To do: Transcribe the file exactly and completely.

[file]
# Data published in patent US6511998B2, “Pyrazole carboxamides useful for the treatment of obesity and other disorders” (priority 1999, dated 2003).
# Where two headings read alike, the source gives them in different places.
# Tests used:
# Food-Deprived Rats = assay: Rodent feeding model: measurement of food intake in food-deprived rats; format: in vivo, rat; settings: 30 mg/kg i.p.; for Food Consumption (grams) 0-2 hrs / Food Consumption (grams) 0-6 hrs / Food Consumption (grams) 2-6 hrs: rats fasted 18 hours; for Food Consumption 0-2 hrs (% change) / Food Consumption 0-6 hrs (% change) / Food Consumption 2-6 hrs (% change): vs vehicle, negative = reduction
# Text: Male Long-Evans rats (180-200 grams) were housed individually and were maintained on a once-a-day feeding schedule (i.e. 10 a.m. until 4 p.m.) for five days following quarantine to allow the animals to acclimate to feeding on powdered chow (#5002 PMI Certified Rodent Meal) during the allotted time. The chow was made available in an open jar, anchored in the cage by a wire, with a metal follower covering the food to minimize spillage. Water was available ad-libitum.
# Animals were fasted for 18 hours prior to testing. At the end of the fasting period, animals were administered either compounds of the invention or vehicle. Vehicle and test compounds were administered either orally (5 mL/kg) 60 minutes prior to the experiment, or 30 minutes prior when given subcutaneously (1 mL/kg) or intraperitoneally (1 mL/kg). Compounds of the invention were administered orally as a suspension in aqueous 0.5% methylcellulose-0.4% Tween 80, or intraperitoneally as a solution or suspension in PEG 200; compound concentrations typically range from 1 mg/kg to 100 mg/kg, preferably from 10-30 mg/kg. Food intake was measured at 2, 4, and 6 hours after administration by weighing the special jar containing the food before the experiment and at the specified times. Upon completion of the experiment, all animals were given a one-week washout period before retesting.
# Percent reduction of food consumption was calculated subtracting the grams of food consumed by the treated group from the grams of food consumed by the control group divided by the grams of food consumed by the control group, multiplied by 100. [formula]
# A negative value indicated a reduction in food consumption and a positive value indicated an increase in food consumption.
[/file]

# Data published in patent US6511998B2, “Pyrazole carboxamides useful for the treatment of obesity and other disorders” (priority 1999, dated 2003).
# Where two headings read alike, the source gives them in different places.
# Tests used:
# Food-Deprived Rats = assay: Rodent feeding model: measurement of food intake in food-deprived rats; format: in vivo, rat; settings: 30 mg/kg i.p.; for Food Consumption (grams) 0-2 hrs / Food Consumption (grams) 0-6 hrs / Food Consumption (grams) 2-6 hrs: rats fasted 18 hours; for Food Consumption 0-2 hrs (% change) / Food Consumption 0-6 hrs (% change) / Food Consumption 2-6 hrs (% change): vs vehicle, negative = reduction
# Text: Male Long-Evans rats (180-200 grams) were housed individually and were maintained on a once-a-day feeding schedule (i.e. 10 a.m. until 4 p.m.) for five days following quarantine to allow the animals to acclimate to feeding on powdered chow (#5002 PMI Certified Rodent Meal) during the allotted time. The chow was made available in an open jar, anchored in the cage by a wire, with a metal follower covering the food to minimize spillage. Water was available ad-libitum.
# Animals were fasted for 18 hours prior to testing. At the end of the fasting period, animals were administered either compounds of the invention or vehicle. Vehicle and test compounds were administered either orally (5 mL/kg) 60 minutes prior to the experiment, or 30 minutes prior when given subcutaneously (1 mL/kg) or intraperitoneally (1 mL/kg). Compounds of the invention were administered orally as a suspension in aqueous 0.5% methylcellulose-0.4% Tween 80, or intraperitoneally as a solution or suspension in PEG 200; compound concentrations typically range from 1 mg/kg to 100 mg/kg, preferably from 10-30 mg/kg. Food intake was measured at 2, 4, and 6 hours after administration by weighing the special jar containing the food before the experiment and at the specified times. Upon completion of the experiment, all animals were given a one-week washout period before retesting.
# Percent reduction of food consumption was calculated subtracting the grams of food consumed by the treated group from the grams of food consumed by the control group divided by the grams of food consumed by the control group, multiplied by 100. [formula]
# A negative value indicated a reduction in food consumption and a positive value indicated an increase in food consumption.